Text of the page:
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Energy ignorance on display in Canada and Germany

While Germany finds itself hostage to Russia, Canada’s Liberal government is doubling down on its own ill-considered energy policies

Sixteen months ago, I met with Germany’s ambassador to Canada to discuss energy policy – specifically, prophetic warnings about the risk of continued reliance on Russian fuel and the role Canada could play in diversifying Europe’s energy supplies. Those issues are even more pronounced today but unfortunately we do not have time – or government policy – on our side.

The meeting was motivated by the German government’s interest in Canadian green hydrogen and an indication of a “commitment” to contract for the import of Canadian liquefied natural gas (LNG).

A solidified commercial contract would have been a real impetus for LNG development in Canada, but my take-away was that the “commitment” had more “optionality” than I had understood.

My input to Ambassador Sabine Sparwasser was that approval of the Nord Stream 2 pipeline (bringing more natural gas from Russia) would put her country in a precarious position where a significant portion of their gas would arrive from one, potentially hostile foreign power. I raised the notion of “moral hazard” and the potential outcomes to the economies of Europe if the worst was to unfold. From a national interest perspective, I pushed on the need to advance the supply of LNG from Canada. If Germany would become a committed buyer of our resource, it would advance development. Of course, while Russian gas from Nord Stream 2 would have been cheaper than LNG from Canada, the price would have been more than made up for by the security and reliability of purchasing from a trusted NATO ally.

We do not have time — or government
policy — on our side.

This is an illustration of how governments need to consider the long-term outcomes of their short-term narratives.

Germany’s policy of “Energiewende” was never viable. Although renewables constitute upward of 50 per cent of Germany’s power supply, at other times, it is less than 2.0 per cent. Other sources, such as nuclear and fossil fuels, are needed to ensure reliable baseload power. Energiewende specifically targeted exiting nuclear power production – requiring doubling down on fossil fuels and offshoring their production.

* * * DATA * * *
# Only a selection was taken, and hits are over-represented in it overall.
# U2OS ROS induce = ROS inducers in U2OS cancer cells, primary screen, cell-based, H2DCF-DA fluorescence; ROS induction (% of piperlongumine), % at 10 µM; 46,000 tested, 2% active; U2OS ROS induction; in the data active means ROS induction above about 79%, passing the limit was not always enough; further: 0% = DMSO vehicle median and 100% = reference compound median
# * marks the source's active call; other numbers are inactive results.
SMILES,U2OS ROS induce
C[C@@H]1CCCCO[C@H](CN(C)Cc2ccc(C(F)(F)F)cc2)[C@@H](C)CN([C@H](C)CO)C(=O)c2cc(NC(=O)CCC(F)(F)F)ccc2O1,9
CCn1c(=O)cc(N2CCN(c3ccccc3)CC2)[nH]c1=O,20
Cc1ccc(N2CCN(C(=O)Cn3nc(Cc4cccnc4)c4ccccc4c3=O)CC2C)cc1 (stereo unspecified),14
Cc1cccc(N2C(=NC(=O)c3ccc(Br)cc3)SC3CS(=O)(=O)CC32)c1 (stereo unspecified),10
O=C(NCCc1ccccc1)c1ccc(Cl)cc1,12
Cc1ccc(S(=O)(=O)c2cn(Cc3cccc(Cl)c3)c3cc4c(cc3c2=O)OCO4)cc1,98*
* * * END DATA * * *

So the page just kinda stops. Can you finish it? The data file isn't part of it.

Despite hundreds of billions of euros spent on renewable energy, Germany has become an energyinsecure nation.

When Germany started accepting natural gas from Russia in the ’70s, it “committed” to never grow that source to more than 10 per cent of its deliveries. As with “commitment,” “never” seems to have multiple meanings. Eighty per cent would be a far cry from 10 per cent. The moral hazard is now obvious.

As a result of the situation Germany has found itself in, the Canadian government has decided to renege on our commitment to impose sanctions on Russia. The return of Russian turbines for the delivery of Russian gas to Germany, and the decision to continue to maintain and repair such turbines, is an about-face that furthers our slide toward irrelevance on the world stage.

Russia will continue to manipulate its flow of natural gas. Our decision to return the turbines emboldens that position. This will lead to the continued flow of European cash to Russia to fund missiles that are destroying Ukraine. Canada is now complicit in this debacle.

At the same time, the Canadian government is doubling down on its own aimless and divisive energy policies, despite the obvious threat to our own energy security. It’s a worldwide shame that this charade is being played out at the expense of Ukrainians fighting for their lives and their nation’s existence.

Canada’s government chose to support a G7 country and NATO ally as it faces energy insecurity of its own design. The fact that we can’t deliver needed energy to our allies is our own policy failure. Worse still, the current Canadian government seems oblivious to the consequences: capital flows to a hostile regime; manipulation of resource flow and pricing; Canadian diplomatic irrelevance.

Our friends in Germany may be able to have hot showers this winter, Vladimir Putin willing. But will our friends in Ukraine even have homes? If we are to be seen as a serious country, we need to start making better decisions and stop disregarding the consequences of our energy ignorance.

Special to National Post 
Greg McLean is the member of Parliament for Calgary Centre and the Conservative Shadow Minister for Natural Resources.

Link to the Naitonal Post article